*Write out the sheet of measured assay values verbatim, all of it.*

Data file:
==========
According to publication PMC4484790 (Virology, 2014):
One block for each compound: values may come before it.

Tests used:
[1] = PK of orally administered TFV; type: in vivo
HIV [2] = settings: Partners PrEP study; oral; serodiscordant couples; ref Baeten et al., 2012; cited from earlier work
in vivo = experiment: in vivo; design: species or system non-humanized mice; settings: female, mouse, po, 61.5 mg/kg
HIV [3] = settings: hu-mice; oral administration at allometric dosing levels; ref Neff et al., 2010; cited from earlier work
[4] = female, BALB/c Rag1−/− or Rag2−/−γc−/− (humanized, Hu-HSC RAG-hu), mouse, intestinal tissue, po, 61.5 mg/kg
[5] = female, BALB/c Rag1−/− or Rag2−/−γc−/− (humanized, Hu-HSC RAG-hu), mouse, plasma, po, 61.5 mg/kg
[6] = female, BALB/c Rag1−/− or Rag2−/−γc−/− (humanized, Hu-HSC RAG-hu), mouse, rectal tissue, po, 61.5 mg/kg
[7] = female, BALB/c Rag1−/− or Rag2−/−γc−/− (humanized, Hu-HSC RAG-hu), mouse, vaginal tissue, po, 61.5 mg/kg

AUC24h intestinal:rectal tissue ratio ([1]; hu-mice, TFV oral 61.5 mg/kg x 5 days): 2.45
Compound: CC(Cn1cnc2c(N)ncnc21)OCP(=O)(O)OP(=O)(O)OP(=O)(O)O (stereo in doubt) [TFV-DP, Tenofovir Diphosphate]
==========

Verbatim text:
According to publication PMC4484790 (Virology, 2014):
One block for each compound: values may come before it.

Tests used:
[1] = PK of orally administered TFV; type: in vivo
HIV [2] = settings: Partners PrEP study; oral; serodiscordant couples; ref Baeten et al., 2012; cited from earlier work
in vivo = experiment: in vivo; design: species or system non-humanized mice; settings: female, mouse, po, 61.5 mg/kg
HIV [3] = settings: hu-mice; oral administration at allometric dosing levels; ref Neff et al., 2010; cited from earlier work
[4] = female, BALB/c Rag1−/− or Rag2−/−γc−/− (humanized, Hu-HSC RAG-hu), mouse, intestinal tissue, po, 61.5 mg/kg
[5] = female, BALB/c Rag1−/− or Rag2−/−γc−/− (humanized, Hu-HSC RAG-hu), mouse, plasma, po, 61.5 mg/kg
[6] = female, BALB/c Rag1−/− or Rag2−/−γc−/− (humanized, Hu-HSC RAG-hu), mouse, rectal tissue, po, 61.5 mg/kg
[7] = female, BALB/c Rag1−/− or Rag2−/−γc−/− (humanized, Hu-HSC RAG-hu), mouse, vaginal tissue, po, 61.5 mg/kg

AUC24h intestinal:rectal tissue ratio ([1]; hu-mice, TFV oral 61.5 mg/kg x 5 days): 2.45
Compound: CC(Cn1cnc2c(N)ncnc21)OCP(=O)(O)OP(=O)(O)OP(=O)(O)O (stereo in doubt) [TFV-DP, Tenofovir Diphosphate]